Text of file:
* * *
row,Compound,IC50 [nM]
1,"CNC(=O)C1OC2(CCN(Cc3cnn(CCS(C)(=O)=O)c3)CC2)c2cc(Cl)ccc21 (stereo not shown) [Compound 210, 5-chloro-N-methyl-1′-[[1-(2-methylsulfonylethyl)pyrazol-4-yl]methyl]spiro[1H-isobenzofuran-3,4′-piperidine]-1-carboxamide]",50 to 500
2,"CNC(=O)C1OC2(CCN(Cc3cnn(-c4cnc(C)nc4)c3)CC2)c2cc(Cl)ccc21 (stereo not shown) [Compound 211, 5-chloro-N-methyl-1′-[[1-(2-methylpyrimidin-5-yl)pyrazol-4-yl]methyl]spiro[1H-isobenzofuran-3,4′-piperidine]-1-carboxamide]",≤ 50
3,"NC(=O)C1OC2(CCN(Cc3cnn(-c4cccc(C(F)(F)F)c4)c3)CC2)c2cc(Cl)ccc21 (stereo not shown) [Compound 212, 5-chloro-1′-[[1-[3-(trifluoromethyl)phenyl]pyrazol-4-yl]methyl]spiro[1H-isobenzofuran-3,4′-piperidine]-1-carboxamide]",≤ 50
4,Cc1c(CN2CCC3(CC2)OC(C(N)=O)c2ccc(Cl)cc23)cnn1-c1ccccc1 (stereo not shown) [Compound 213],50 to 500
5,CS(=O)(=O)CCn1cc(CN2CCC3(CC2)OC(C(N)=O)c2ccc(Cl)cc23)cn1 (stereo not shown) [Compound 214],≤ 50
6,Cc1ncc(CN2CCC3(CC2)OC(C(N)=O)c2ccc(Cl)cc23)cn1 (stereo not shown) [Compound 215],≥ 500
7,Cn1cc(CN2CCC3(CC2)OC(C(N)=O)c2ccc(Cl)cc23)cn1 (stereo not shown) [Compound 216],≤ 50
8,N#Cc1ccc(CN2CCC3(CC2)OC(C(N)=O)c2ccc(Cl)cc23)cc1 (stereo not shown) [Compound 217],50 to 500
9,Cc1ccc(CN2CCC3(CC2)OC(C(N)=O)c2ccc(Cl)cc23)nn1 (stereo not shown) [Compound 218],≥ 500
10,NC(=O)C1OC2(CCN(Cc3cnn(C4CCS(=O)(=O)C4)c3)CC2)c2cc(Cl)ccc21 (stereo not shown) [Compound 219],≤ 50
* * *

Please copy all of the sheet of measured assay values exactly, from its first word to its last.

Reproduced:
row,Compound,IC50 [nM]
1,"CNC(=O)C1OC2(CCN(Cc3cnn(CCS(C)(=O)=O)c3)CC2)c2cc(Cl)ccc21 (stereo not shown) [Compound 210, 5-chloro-N-methyl-1′-[[1-(2-methylsulfonylethyl)pyrazol-4-yl]methyl]spiro[1H-isobenzofuran-3,4′-piperidine]-1-carboxamide]",50 to 500
2,"CNC(=O)C1OC2(CCN(Cc3cnn(-c4cnc(C)nc4)c3)CC2)c2cc(Cl)ccc21 (stereo not shown) [Compound 211, 5-chloro-N-methyl-1′-[[1-(2-methylpyrimidin-5-yl)pyrazol-4-yl]methyl]spiro[1H-isobenzofuran-3,4′-piperidine]-1-carboxamide]",≤ 50
3,"NC(=O)C1OC2(CCN(Cc3cnn(-c4cccc(C(F)(F)F)c4)c3)CC2)c2cc(Cl)ccc21 (stereo not shown) [Compound 212, 5-chloro-1′-[[1-[3-(trifluoromethyl)phenyl]pyrazol-4-yl]methyl]spiro[1H-isobenzofuran-3,4′-piperidine]-1-carboxamide]",≤ 50
4,Cc1c(CN2CCC3(CC2)OC(C(N)=O)c2ccc(Cl)cc23)cnn1-c1ccccc1 (stereo not shown) [Compound 213],50 to 500
5,CS(=O)(=O)CCn1cc(CN2CCC3(CC2)OC(C(N)=O)c2ccc(Cl)cc23)cn1 (stereo not shown) [Compound 214],≤ 50
6,Cc1ncc(CN2CCC3(CC2)OC(C(N)=O)c2ccc(Cl)cc23)cn1 (stereo not shown) [Compound 215],≥ 500
7,Cn1cc(CN2CCC3(CC2)OC(C(N)=O)c2ccc(Cl)cc23)cn1 (stereo not shown) [Compound 216],≤ 50
8,N#Cc1ccc(CN2CCC3(CC2)OC(C(N)=O)c2ccc(Cl)cc23)cc1 (stereo not shown) [Compound 217],50 to 500
9,Cc1ccc(CN2CCC3(CC2)OC(C(N)=O)c2ccc(Cl)cc23)nn1 (stereo not shown) [Compound 218],≥ 500
10,NC(=O)C1OC2(CCN(Cc3cnn(C4CCS(=O)(=O)C4)c3)CC2)c2cc(Cl)ccc21 (stereo not shown) [Compound 219],≤ 50